The stand-out feature of the Motorola Razr i is its commitment to excellence in design and durability. It is exceptionally well-made of the highest quality materials on the market. This phone can take a beating! The screen front is made of splash-proof corning Gorilla Glass, the back is comprised of Kevlar, and it has an aluminum chassis. It is so well built that there is no need for a case.
Those who use their camera phone more often than they make phone calls will be pleased with the Razr i. The launch button is easy to use and photo quality is clean and crisp. It is simple and fast to capture great snapshots while out and about.
Motorola also ensured that battery life won’t be much of an issue. For an average user, the battery lasts for approximately two days before you’ll need to recharge. This is good news for people who are prone to leaving home without a charger.
Unfortunately, for all of the things Motorola got right with the Razr i, they also got quite a few wrong. For example, while the overall design of the phone is very sturdy and well made, its one downfall is the covering over the SD and SIM cards. They are small and can be quite difficult to maneuver for individuals with difficulties with autism who have trouble executing small motor tasks. They are also made of a flimsy plastic that is easy to break.
Apps are lacking, and you won’t find many fun or useful extras. Only the standard Google apps, such as Google Maps and YouTube are available. For autistic users who depend upon certain apps to improve quality of life and communication, this could be highly problematic.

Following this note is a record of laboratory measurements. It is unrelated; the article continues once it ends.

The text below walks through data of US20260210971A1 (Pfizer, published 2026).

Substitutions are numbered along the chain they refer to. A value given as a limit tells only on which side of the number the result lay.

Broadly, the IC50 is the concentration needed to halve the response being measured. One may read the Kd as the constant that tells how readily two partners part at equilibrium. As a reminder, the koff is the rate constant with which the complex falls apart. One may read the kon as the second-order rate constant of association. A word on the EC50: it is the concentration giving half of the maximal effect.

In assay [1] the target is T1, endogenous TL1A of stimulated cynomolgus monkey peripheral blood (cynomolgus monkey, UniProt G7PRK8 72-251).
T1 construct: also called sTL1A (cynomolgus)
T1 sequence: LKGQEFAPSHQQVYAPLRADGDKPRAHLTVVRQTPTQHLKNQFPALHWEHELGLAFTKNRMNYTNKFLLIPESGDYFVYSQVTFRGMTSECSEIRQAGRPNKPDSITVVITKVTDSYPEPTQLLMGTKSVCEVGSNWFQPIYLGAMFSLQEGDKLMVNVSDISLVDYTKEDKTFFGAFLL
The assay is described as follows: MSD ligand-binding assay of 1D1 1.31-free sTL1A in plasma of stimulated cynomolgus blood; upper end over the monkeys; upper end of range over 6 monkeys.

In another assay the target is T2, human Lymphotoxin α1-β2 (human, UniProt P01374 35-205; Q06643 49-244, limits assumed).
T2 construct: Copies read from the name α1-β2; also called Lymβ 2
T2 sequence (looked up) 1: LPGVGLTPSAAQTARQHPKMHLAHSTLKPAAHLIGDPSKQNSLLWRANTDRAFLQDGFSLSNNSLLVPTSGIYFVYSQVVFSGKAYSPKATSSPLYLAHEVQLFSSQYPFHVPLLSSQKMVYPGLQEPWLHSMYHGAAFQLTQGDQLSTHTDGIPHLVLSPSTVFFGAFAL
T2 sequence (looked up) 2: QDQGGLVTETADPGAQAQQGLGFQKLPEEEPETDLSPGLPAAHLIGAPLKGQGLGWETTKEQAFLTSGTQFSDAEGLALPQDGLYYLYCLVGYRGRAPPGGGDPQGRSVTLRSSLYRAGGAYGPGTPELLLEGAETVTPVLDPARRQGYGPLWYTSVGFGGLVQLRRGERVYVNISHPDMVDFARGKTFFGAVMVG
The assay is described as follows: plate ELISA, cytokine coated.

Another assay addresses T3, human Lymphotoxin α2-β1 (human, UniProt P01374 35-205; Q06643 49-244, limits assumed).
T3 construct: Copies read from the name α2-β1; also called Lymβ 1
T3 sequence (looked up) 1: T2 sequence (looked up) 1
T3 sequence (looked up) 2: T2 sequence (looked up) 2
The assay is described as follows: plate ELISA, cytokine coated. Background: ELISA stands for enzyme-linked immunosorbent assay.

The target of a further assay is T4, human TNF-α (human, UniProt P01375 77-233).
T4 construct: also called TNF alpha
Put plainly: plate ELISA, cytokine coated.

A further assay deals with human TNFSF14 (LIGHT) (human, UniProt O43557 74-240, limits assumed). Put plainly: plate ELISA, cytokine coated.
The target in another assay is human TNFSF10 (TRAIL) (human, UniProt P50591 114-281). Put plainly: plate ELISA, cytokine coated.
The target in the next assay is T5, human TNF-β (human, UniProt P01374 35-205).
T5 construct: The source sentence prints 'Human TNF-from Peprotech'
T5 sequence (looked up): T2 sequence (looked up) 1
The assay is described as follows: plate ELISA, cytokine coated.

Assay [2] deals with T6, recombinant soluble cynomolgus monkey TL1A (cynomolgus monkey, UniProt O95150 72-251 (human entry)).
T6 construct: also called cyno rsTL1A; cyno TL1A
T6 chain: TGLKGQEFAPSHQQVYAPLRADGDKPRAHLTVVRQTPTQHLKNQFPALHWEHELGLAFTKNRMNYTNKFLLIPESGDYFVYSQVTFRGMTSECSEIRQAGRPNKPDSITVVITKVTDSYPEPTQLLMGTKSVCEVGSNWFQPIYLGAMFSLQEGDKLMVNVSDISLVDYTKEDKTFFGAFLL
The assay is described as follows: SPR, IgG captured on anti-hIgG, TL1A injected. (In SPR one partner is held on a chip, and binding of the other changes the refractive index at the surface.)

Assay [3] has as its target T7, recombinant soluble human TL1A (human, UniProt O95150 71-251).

The screen contains flipping coin icons that show different bits of information on each side of the coin, and while it sounds cool in theory, this can make it frustrating to find what you are looking for. It also gives the screen a cluttered appearance and can cause issues with lag time. All of these things can be very frustrating and confusing for those with autism who depend upon order and predictability. It can be turned off, and if you want the phone to function at its best, it may be best to do so.
Overall, the Motorola Razr i is not awful and not great. It is decent. While a rating average may not be the worst review among the smartphones on the market, it’s also nothing to get excited about. In such a highly competitive market, there is no reason to settle for an average phone. For a similar price you could purchase one that offers much more. Users with autism can find phones much better suited to needs that go beyond durability and reach into using the phone’s apps as a means of self-soothing when in need of sensory input, using certain apps to facilitate communication, and the need for features that are easy to use when small motor skills are underdeveloped.